Fintech startup and app that aims to introduce new people to the investment world are unveiling some interesting new services while also announcing that they have raised more funding to expand their business. The company is introducing Green Dot Bank mobile banking accounts and a new reward program called “Stock – Back” alongside it. When users spend money using their Stash accounts, they get “points” — either stocks in the firms they buy goods, or shares in Stash – approved ETFs. In addition, Stash also said it raised a $ 65 million Series E that it will use on the back of these two launches to grow its business.
A company spokesperson said that in this round, Stash is not disclosing the entire round of investors. For context, according to figures from PitchBook, Stash has been valued at $350 million post-money in its Series D, and a source says the valuation is now “much higher” than a straight upround.
But from its perspective, the $ 65 million seems to include Breyer Capital’s participation, A former investor whose founder, Jim Breyer, warmly endorsed the new Stock – Back service and its associated loyalty program, Early tested with companies such as Netflix, T – Mobile and Chipotle, all offering stock when people used their Stash accounts to pay for goods and services in their companies.
“I’ve invested in and served on the board of many leading firms, and it’s clear how a program like Stock – Back can boost huge brand loyalty,” He said in today’s statement. “The early data clearly shows that share ownership leads to increased sales and appreciation of customers. This innovative new STASH technology will knock on its door to CEOs and CMOs.”
The round was led by a private institutional investor from what we understand, and includes existing 40 percent and new investors 60 percent. Former backers include Union Square Ventures, Coatue Management, Entree, Goodwater and Valar in addition to Breyer. “We are really excited and proud to work with this amazing group of VCs,” noted the spokesman.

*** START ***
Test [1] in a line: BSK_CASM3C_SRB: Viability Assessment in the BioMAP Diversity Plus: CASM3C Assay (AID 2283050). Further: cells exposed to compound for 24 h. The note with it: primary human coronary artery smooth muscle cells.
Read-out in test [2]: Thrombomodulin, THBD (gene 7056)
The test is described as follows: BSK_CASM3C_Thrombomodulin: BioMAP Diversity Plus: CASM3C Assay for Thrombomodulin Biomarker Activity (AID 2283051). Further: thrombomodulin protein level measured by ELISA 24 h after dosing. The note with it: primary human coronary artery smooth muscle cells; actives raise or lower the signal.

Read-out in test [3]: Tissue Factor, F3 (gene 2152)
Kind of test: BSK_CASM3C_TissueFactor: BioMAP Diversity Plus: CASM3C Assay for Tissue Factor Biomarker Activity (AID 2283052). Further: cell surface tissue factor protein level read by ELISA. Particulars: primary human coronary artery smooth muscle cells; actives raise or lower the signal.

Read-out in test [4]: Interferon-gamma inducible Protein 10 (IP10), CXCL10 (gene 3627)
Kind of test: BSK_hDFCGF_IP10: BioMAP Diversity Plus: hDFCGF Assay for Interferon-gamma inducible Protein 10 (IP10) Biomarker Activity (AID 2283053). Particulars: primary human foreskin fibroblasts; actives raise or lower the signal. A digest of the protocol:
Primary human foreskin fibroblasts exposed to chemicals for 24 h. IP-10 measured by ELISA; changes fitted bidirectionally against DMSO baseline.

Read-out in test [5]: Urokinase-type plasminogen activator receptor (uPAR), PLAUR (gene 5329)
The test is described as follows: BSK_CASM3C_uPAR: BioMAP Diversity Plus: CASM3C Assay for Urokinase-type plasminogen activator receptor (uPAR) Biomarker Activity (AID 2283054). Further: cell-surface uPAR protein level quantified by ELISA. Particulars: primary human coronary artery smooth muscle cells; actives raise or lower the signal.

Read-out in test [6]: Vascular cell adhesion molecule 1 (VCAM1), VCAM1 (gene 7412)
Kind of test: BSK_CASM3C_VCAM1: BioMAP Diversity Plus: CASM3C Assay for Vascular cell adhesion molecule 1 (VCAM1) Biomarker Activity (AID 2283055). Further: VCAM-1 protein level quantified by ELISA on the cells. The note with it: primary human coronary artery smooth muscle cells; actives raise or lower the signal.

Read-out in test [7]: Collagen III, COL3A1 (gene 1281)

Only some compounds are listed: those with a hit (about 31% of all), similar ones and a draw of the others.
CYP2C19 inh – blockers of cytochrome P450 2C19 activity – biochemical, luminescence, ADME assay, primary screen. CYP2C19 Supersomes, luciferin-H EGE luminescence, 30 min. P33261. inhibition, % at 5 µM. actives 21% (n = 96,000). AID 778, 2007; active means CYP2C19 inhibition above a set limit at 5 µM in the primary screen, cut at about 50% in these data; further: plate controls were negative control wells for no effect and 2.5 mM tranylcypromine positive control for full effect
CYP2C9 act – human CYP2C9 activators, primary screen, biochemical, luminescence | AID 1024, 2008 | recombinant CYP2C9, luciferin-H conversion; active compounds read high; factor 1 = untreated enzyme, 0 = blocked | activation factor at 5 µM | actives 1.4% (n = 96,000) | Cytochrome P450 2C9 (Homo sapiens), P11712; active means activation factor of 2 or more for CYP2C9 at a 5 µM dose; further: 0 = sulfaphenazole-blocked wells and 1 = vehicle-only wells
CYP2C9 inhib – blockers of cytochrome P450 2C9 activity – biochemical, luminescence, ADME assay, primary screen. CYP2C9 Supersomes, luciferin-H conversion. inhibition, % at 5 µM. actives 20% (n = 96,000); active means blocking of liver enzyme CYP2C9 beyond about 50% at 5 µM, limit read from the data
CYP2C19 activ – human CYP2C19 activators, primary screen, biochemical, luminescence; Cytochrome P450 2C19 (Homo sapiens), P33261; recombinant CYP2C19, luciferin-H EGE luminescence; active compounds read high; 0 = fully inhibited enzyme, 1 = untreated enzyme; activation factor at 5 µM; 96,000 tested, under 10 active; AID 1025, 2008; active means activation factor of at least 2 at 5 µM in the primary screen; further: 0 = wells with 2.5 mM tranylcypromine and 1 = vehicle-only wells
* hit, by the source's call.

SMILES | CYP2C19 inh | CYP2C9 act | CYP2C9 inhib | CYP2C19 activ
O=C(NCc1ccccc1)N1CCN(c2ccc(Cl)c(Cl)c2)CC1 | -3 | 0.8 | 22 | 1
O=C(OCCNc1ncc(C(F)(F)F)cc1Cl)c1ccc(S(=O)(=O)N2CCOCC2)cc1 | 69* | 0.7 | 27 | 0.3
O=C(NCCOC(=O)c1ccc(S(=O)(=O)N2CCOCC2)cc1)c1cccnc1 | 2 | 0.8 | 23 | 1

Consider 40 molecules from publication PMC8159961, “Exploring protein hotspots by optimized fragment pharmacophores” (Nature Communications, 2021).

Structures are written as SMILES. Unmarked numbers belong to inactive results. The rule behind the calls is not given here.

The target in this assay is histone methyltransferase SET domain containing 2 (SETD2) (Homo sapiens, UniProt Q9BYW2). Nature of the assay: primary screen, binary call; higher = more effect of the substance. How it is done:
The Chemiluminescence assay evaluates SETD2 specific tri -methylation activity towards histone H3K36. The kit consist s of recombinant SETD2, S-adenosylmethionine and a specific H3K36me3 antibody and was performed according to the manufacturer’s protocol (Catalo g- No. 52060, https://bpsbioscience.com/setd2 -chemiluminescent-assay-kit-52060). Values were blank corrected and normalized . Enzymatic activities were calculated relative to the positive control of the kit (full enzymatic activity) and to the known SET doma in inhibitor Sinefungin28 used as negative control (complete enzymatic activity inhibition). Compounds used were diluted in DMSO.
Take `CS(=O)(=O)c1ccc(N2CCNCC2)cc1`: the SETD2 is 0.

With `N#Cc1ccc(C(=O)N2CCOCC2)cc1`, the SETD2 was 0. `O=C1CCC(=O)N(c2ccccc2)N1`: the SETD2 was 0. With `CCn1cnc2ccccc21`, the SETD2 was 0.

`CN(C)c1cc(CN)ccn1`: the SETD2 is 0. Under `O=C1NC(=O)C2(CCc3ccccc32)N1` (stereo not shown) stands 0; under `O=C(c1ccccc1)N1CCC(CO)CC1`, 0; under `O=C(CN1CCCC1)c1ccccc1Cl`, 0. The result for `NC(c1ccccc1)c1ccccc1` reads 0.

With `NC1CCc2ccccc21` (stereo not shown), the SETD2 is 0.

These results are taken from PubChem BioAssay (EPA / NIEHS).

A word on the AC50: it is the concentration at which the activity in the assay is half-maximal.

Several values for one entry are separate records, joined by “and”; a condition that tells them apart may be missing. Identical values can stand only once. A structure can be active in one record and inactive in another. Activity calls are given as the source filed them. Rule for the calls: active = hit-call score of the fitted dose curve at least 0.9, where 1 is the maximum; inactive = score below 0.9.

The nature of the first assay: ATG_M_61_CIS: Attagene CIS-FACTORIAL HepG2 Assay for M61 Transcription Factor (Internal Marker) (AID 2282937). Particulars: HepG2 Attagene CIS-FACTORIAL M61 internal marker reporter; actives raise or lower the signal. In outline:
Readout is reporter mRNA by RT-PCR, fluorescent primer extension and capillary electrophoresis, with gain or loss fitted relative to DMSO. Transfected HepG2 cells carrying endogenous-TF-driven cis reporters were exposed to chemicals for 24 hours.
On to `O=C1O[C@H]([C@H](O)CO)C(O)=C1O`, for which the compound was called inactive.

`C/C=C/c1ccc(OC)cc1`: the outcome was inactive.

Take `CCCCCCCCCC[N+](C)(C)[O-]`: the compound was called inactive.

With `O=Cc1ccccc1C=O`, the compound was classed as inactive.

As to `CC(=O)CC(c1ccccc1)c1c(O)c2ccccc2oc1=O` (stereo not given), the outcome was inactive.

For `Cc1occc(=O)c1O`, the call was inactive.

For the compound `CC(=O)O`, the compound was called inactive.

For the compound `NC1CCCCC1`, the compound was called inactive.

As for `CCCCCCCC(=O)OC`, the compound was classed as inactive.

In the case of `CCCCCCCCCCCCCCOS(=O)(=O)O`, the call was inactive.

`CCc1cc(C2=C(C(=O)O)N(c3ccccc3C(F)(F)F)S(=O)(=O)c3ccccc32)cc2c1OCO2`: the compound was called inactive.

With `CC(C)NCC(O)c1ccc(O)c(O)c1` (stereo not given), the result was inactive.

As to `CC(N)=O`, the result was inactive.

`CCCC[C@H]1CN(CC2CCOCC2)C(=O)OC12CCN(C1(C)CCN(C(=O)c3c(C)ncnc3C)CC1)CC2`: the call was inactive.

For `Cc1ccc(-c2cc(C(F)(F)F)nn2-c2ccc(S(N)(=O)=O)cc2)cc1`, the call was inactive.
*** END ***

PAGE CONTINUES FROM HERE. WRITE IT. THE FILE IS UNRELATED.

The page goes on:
The Green Dot – powered banking service provides the core features that will sound familiar to those who have previously used or looked at banking services of the next generation. It will include a debit card – based account, no overdraft or monthly maintenance fees, access to a network of ATMs that can be used for free and direct deposit services, and “personal guidance” from saving to investment for their financial planning activities.
Stash is part of a wave of fintech start – ups — others include the likes of Robinhood, Acorns, YieldStreet, Revolut and many more — that came across the popularity of Apps and the advent of new financial services technology to democratize how individuals can save, spend, invest, borrow and lend money, removing many of these transactions and transactions from the hands of the major players who used to control them.
A Stash user’s average age is 29 and average income is less than $ 50,000 per year and linked to transactions made using Stash’s banking service — as a reward Points that are incidentally picked up — will make it even more seamless for these users to take some of their money and invest with it, while simultaneously demystifying some of the process and making it more likely that those users will choose to invest even more on the line.
It’s a clever idea to tie investments to what you’re actually buying. For a startup whose user base includes no – nonsense professionals from fields such as teaching, nursing and retail, this is the embodiment of putting your money where your mouth is — literally, because the investments can include things like Chipotle shares every time you do it. Buy food and T – Mobile every time you’re paying your telephone bill for everything you’re talking to.
Stash places Stock – Back as a reward program, with percentages varying by business or brand and in some cases going up to five percent in Stock – Back — as is the case at launch when people use their Stash debit cards to pay their Spotify and Netflix duties.
Ultimately, this is aimed at presenting a way for ordinary, modestly – salaried people not only to potentially make money, but also to be more involved in how financial systems work and how their daily actions impact that — the idea being that this knowledge can only help them in the long run.
“Living paycheck-to-paycheck is 80% of Americans. Stock-Back is our way to use the smart, patent-pending technology from STASH to help people build better financial habits and invest in their future,” said Ed Robinson, co-founder and president in a statement. “Our ability to give customers an incredibly powerful opportunity to save and construct portfolios that reflect their spending behavior and preferences.”